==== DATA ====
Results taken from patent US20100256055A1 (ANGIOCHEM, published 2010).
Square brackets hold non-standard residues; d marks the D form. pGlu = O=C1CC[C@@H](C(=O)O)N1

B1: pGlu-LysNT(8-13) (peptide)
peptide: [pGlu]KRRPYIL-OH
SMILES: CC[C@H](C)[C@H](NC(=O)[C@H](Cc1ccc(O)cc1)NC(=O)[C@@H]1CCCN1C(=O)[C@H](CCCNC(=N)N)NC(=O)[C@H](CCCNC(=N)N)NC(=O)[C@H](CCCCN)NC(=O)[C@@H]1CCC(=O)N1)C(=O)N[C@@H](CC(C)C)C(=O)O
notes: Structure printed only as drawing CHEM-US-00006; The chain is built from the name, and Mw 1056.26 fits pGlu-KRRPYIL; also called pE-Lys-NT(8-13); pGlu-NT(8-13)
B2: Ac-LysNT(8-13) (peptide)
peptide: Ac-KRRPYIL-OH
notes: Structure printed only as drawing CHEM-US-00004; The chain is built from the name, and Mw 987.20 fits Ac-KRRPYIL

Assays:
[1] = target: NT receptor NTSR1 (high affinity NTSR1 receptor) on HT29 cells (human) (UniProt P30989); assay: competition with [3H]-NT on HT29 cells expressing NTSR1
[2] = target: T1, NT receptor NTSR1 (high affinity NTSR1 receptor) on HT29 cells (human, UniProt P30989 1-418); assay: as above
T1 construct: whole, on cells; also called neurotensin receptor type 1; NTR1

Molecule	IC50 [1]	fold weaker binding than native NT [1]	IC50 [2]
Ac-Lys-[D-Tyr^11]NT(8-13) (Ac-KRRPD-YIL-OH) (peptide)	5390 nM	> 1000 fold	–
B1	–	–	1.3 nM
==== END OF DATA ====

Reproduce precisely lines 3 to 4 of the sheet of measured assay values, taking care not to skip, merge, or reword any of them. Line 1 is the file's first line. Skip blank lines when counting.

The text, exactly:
B1: pGlu-LysNT(8-13) (peptide)
peptide: [pGlu]KRRPYIL-OH